The problem with tipping is that employers pay employees less than they should. I much prefer the way things work in Japan, where there is no tipping and no uncertainty. That said, until restaurants, delivery services, and ride hailing apps in the US start paying their workers a fair wage, it's best to tip workers. This Vox video explains why tipping for ride-hailing services remains confusion and contentious.
Image: Vox/YouTube Read the rest
Spotted today in my Lyft app: a new set of terms and conditions that require you to "agree" to binding arbitration (an onerous condition heretofore reserved for downtrodden drivers), through which you agree to waive your right to join class action suits or pursue legal redress through the courts should Lyft, through its deliberate actions or negligence, cause you to be killed, maimed, raped or cheated -- something that, not coincidentally, Lyft is in a lot of trouble over at the moment. Read the rest
I hear endless stories of grief from the friends I have who try to make ends meet working for these services.
Jalopnik's Dhruv Mehrotra and Aaron Gordon share the terrible economics:
Read the rest
But Dave, who was granted anonymity out of fear of being deactivated by the ride-hail giant for speaking to the press, had no real choice but to wait. The passenger had requested the stop through the app, so refusing to make it would have been contentious both with the customer and with Uber. The exact number varies by city, but drivers must maintain a high rating in order to work on their platform. And there’s widespread belief among drivers that the Uber algorithm punishes drivers for cancelling trips.
Ultimately, the rider paid $65 for the half-hour trip, according to a receipt viewed by Jalopnik. But Dave made only $15 (the fares have been rounded to anonymize the transaction).
Uber kept the rest, meaning the multibillion-dollar corporation kept more than 75 percent of the fare, more than triple the average so-called “take-rate” it claims in financial reports with the Securities and Exchange Commission.
Had he known in advance how much he would have been paid for the ride relative to what the rider paid, Dave said he never would have accepted the fare.
“This is robbery,” Dave told Jalopnik over email. “This business is out of control.”
It's rough out there for Uber and Lyft contract drivers. And getting rougher. Read the rest
Uber says it can be profitable someday: all it needs to do is corner the "total addressable market" for all transportation and food delivery, which will give it $12t in annual revenue, which is 15% of all global transactions. Read the rest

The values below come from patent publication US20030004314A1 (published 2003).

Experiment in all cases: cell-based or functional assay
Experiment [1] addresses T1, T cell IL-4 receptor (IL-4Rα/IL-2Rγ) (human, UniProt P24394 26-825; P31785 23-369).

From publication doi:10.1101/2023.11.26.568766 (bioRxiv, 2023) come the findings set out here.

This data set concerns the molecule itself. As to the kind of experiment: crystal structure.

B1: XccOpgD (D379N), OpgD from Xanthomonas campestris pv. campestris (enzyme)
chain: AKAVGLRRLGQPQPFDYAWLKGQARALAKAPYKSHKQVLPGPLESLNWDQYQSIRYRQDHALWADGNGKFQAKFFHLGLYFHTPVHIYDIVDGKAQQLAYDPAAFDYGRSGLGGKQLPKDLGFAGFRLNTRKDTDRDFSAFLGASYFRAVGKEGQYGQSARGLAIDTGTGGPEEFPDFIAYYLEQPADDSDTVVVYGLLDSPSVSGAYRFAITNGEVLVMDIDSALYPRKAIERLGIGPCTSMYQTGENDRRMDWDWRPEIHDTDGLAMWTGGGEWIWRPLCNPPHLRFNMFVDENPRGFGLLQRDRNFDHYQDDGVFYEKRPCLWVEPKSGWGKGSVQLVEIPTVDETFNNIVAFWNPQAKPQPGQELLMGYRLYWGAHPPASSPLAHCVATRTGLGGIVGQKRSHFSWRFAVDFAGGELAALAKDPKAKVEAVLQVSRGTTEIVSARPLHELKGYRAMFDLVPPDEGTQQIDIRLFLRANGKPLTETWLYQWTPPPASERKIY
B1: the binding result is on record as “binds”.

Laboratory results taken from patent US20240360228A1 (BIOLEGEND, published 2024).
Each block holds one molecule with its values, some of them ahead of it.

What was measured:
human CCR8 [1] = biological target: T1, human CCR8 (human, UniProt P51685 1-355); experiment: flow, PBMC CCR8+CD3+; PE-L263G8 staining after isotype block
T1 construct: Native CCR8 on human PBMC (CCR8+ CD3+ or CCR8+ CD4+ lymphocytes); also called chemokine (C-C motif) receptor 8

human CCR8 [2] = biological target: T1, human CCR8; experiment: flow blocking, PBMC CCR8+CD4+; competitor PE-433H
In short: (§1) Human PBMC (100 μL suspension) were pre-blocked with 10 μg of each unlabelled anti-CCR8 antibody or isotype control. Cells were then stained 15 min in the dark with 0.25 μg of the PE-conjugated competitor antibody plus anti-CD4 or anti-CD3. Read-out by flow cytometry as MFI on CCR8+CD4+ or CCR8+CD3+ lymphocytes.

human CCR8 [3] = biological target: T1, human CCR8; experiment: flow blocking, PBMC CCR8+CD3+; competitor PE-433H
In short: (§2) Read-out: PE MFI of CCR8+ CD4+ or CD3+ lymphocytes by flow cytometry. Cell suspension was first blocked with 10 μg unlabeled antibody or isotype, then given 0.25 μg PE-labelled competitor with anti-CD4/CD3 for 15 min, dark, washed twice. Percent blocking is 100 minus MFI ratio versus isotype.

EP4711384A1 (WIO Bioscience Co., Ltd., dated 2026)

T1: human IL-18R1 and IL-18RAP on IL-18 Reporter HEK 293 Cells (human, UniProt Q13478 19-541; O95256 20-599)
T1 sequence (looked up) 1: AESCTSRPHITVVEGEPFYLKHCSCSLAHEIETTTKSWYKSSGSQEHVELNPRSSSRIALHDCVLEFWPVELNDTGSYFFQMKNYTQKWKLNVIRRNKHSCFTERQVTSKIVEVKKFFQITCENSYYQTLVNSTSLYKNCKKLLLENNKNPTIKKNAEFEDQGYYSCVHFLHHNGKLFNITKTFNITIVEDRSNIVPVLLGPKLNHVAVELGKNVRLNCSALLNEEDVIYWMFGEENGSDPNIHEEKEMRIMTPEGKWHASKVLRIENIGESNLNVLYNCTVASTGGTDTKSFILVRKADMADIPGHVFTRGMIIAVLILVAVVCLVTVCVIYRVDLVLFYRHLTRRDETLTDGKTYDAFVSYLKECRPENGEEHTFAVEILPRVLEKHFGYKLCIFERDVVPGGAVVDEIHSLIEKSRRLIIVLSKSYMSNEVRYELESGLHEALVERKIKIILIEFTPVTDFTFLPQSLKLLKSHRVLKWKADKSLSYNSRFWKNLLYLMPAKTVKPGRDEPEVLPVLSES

Veteran transportation economics Hubert Horan has consistently published the best-informed, deepest critiques of Uber and Lyft, explaining how the companies can never, ever be profitable, and warning investors away from becoming the "greater fools" that allow Uber/Lyft's early investors to cash out at their expenses, while cataloging the many ways that Uber and Lyft's legislative strategy, coupled with predatory pricing, is destroying the cities they operate in. Read the rest
Mike Moffitt sums up the empirical work on the impact of rideshare companies like Uber and Lyft for cities: an increase in congestion, especially downtown, especially during "surges" (Uber and Lyft insist that they reduce congestion, especially in downtowns, and especially during surges!); lower wages, longer hours and more precarious work for drivers (accompanied by the slow death of the taxi/limo businesses); huge losses for car-rental companies; and less walking, cycling and use of public transit (awithnd accompanying cuts to transit). Read the rest
Update: Shona from Gig Workers Rising clarifies: "Gig Workers Rising isn't organizing the national day of action. Drivers in each of the 6 cities taking action are coordinating the day of action together. Drivers in LA with Rideshare Drivers United Los Angeles called a strike and asked other cities to take action on the same day. Gig Workers Rising supports and educates drivers who are organizing across the state. We are not organizing drivers."
On May 8, Uber drivers are organizing a nationwide shutdown of Uber, with drivers turning off their apps in protest over low pay: so far, seven cities' drivers are signed up: Philadelphia, Chicago, San Francisco, San Diego, Minneapolis, LA and DC. Uber and Lyft have both slashed pay for drivers and raised prices as they try to assuage the capital markets. Read the rest
The public markets are hungry: as Uber and Lyft look to IPOs to let their investors -- who have been subsidizing 40-50% of every ride -- redeem their shares through sales to the public capital markets, the companies are desperate for ways to reduce their unprofitability and increase those share prices. Read the rest
Whether you love them or hate them, rideshares like Uber and Lyft have become a daily part of life for millions of New Yorkers. These app-based services make it easy to pay for your ride, but while the privacy cost isn’t always as clear, it’s about to get a lot larger. These apps have tracked our movements since they launched, but as of this month, the Taxi and Limousine Commission (TLC) started tracking us too. Read the rest
Angie Schmitt's list of "all the bad things" about Uber and Lyft only touches on transportation, leaving aside the companies' labor, taxation, regulatory and other issues, but it's still quite a damning document. Read the rest
If you live in an area where grocery stores are easily accessible, count yourself lucky. There are large areas of the United States where food choices are limited to what can be found at fast food joints or the highly processed, canned and frozen "foods" available in corner shops. These areas are called food deserts and they suck. Read the rest